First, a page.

Reducing your risk for vaginal cancer
You may lower your risk of developing vaginal cancer by doing the following.
Get vaccinated against human papillomavirus (HPV) @(Model.HeadingTag)>
HPV is a risk factor for developing vaginal cancer. It is also a risk factor for developing precancerous conditions of the vagina and cervix.
The 3 HPV vaccines available in Canada are Gardasil, Cervarix and Gardasil 9. These vaccines help protect against infection with HPV-16 and HPV-18, the 2 types of HPV most commonly associated with cancer. Gardasil 9 also protects against 5 other types of HPV that can cause cancer.
Only Gardasil and Gardasil 9 are approved to help prevent precancerous conditions of the vagina and vaginal cancer caused by an HPV infection. Cervarix may also protect against vaginal cancer, but it isn’t currently approved for this use.
Get vaccinated or have your children vaccinated through school-based programs where available. Talk to your doctor about which vaccine is right for you and when you should have it.
Practise safer sex @(Model.HeadingTag)>
The only sure way to prevent HPV infection is to completely avoid any genital contact with another person. If you are sexually active, you can help protect against HPV by:
- having as few sexual partners as possible
- being in a monogamous relationship with someone who hasn’t had a lot of sexual partners
- using a condom or other barriers safely
Using a condom or other barriers, such as an oral dam, can reduce the risk of HPV infection if it is put on before skin-to-skin sexual contact. But areas not covered by a barrier still allow some skin-to-skin contact during sexual activity. So using these barriers will reduce, but not eliminate, the risk of HPV infection.
Live smoke-free @(Model.HeadingTag)>
Smoking tobacco may increase the risk of developing vaginal cancer. If you smoke, get help to quit. Avoid second-hand smoke.
Get regular Pap tests @(Model.HeadingTag)>
There is no screening test recommended for vaginal cancer at this time. But screening for cervical cancer using the Pap test may also find precancerous or cancerous cells from the vagina.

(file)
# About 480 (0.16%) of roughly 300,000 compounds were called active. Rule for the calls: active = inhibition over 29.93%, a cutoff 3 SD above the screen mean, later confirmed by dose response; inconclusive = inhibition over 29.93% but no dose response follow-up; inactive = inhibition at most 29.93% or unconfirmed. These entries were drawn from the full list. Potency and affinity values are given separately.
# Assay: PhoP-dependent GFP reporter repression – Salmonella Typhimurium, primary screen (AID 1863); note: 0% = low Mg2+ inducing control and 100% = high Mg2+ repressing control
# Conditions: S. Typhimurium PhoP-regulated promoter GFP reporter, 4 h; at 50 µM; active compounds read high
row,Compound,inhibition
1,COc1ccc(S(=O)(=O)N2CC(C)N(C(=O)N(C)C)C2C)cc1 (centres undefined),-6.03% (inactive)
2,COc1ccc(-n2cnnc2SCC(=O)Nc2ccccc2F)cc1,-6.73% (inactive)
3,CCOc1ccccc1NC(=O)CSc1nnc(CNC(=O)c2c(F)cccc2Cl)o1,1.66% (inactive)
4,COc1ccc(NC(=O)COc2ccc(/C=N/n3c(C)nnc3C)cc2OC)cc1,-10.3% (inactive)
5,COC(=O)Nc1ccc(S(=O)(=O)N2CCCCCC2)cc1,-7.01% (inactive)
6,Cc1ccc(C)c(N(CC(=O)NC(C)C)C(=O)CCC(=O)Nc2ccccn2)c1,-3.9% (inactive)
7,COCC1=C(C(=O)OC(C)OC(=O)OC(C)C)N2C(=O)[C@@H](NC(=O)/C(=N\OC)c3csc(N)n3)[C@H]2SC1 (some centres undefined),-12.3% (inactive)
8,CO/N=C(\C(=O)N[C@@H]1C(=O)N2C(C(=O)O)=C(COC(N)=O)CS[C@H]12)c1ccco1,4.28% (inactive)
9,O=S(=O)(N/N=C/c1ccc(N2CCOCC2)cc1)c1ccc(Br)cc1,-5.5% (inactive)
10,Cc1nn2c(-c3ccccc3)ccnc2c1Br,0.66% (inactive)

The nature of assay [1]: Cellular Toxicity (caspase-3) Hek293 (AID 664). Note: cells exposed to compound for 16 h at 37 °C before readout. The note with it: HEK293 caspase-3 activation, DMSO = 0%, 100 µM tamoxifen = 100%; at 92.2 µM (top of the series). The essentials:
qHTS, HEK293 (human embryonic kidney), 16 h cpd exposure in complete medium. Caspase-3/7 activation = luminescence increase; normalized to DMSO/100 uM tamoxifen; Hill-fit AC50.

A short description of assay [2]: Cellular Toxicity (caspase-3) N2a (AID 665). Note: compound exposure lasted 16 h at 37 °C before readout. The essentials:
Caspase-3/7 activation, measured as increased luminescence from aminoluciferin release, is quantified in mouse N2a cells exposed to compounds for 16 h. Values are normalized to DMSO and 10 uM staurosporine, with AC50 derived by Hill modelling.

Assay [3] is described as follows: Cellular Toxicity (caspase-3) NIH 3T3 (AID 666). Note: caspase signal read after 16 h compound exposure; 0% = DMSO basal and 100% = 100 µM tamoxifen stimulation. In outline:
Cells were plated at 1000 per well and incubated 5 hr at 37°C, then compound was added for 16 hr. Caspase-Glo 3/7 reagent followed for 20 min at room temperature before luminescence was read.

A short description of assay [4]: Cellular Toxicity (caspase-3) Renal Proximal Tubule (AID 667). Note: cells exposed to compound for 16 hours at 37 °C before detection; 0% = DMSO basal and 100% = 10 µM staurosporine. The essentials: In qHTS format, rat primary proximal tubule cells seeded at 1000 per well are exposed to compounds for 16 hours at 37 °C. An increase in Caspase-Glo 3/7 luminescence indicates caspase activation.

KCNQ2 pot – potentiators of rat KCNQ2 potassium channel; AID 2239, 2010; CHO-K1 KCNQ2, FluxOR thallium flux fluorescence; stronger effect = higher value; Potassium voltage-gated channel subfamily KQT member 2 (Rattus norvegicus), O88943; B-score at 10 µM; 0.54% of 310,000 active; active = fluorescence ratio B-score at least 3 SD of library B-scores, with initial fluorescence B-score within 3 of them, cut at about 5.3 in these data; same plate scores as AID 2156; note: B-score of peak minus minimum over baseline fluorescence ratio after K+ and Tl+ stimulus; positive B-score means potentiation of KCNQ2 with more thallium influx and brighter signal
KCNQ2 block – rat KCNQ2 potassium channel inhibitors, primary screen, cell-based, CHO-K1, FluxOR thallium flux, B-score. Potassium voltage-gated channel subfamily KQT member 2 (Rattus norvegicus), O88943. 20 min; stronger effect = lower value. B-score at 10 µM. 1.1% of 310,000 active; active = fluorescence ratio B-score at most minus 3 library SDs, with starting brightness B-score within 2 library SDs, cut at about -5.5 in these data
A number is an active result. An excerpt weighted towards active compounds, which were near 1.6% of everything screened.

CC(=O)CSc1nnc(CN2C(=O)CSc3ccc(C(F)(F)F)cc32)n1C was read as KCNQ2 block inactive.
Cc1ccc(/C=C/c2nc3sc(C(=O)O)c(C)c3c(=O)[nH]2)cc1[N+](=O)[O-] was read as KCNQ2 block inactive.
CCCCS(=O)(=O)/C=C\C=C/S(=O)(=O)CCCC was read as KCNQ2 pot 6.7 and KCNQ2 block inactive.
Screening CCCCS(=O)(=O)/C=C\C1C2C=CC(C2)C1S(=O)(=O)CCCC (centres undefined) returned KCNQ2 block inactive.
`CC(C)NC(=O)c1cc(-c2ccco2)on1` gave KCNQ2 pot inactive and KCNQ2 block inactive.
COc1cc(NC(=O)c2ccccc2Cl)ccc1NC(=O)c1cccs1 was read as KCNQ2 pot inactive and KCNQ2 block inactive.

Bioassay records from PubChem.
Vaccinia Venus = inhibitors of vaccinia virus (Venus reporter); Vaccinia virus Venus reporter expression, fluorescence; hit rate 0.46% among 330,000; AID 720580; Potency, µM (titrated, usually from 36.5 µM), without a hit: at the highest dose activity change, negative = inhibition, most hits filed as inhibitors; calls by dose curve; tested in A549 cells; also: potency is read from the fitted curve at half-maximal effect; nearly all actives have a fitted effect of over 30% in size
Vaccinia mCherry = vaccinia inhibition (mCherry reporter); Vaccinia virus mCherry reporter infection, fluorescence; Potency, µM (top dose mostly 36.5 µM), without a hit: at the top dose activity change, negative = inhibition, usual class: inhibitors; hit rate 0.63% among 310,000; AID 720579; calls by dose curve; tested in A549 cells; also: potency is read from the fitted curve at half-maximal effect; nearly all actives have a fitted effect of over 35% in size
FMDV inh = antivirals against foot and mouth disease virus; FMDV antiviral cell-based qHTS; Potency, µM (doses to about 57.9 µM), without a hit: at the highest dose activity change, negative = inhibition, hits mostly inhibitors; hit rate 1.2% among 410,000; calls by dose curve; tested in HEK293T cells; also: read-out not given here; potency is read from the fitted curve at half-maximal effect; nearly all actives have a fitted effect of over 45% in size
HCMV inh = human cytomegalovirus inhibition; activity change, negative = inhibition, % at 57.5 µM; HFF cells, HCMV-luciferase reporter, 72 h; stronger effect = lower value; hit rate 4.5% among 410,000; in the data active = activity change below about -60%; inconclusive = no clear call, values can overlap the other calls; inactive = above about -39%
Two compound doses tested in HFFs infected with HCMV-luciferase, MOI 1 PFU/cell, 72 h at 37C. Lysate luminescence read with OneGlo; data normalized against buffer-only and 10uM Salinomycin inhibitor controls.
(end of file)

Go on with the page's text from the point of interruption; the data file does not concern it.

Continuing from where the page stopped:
If you follow the screening guidelines for cervical cancer, cancer can be found before you notice symptoms. Follow the guidelines even when you feel well and healthy.
Find out more about getting screened for cervical cancer.
Find out if you’re at high risk for vaginal cancer @(Model.HeadingTag)>
Some people can have a higher than average risk for vaginal cancer. Talk to your doctor about your risk. If you are at higher than average risk, you may need to visit your doctor more often to check for vaginal cancer. Your doctor will recommend what tests you should have and how often you should have them.
American Cancer Society. Vaginal Cancer, Risk Factors and Prevention. 2014: https://www.cancer.org/cancer/vaginal-cancer/causes-risks-prevention.html.
American Society of Clinical Oncology. Vaginal Cancer. 2017: https://www.cancer.net/cancer-types/vaginal-cancer.
Bardawil T. Vaginal Cancer. 2015: https://emedicine.medscape.com/article/269188-overview.
De Vuyst H, Clifford GM, Nascimento MC, Madeleine MM, Franceschi S . Prevalence and type distribution of human papillomavirus in carcinoma and intraepithelial neoplasia of the vulva, vagina and anus: a meta-analysis. International Journal of Cancer. Hoboken, NJ: Wiley-Liss, Inc; 2009.
Lu B, Kumar A, Castellsague X, Giuliano AR . Efficacy and safety of prophylactic vaccines against cervical HPV infection and diseases among women: a systematic review and meta-analysis. BMC Infectious Diseases. BioMed Central; 2011.
Madeleine MM, Johnson LG . Vulvar and vaginal cancers. Thun MJ (ed.). Schottenfeld and Fraumeni Cancer Epidemiology and Prevention. 4th ed. New York, NY: Oxford University Press; 2018: 49:947-951.
National Advisory Committee on Immunization (NACI); Public Health Agency of Canada. Updated Recommendations on Human Papillomavirus (HPV) Vaccines: 9-valent HPV Vaccine and Clarification of Minimum Intervals Between Doses in the HPV Immunization Schedule. 2017: http://www.healthycanadians.gc.ca/publications/healthy-living-vie-saine/human-papillomavirus-9-valent-vaccine-update-recommendation-mises-a-jour-recommandations-papillome-humain-vaccin-nonavalent/alt/hpv-phv-eng.pdf.
Penn Medicine. All About Vaginal Cancer. University of Pennsylvania; 2016: https://www.oncolink.org/.